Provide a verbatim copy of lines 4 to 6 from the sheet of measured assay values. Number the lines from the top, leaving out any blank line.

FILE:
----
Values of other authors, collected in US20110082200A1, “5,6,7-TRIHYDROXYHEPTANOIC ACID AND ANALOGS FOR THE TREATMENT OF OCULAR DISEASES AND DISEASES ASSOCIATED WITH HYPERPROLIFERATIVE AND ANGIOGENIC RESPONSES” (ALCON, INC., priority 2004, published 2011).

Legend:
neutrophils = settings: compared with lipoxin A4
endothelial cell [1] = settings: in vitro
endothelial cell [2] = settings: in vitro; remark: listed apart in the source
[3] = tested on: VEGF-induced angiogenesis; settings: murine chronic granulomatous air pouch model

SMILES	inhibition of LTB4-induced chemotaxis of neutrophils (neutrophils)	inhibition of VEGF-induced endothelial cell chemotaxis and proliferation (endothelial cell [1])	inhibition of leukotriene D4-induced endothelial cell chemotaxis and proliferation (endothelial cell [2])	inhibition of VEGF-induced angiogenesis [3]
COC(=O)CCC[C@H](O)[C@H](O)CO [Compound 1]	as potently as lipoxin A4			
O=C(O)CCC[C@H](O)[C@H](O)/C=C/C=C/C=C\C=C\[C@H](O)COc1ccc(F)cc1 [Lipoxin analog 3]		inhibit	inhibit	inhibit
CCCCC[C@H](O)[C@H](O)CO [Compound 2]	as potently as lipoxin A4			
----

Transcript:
endothelial cell [1] = settings: in vitro
endothelial cell [2] = settings: in vitro; remark: listed apart in the source
[3] = tested on: VEGF-induced angiogenesis; settings: murine chronic granulomatous air pouch model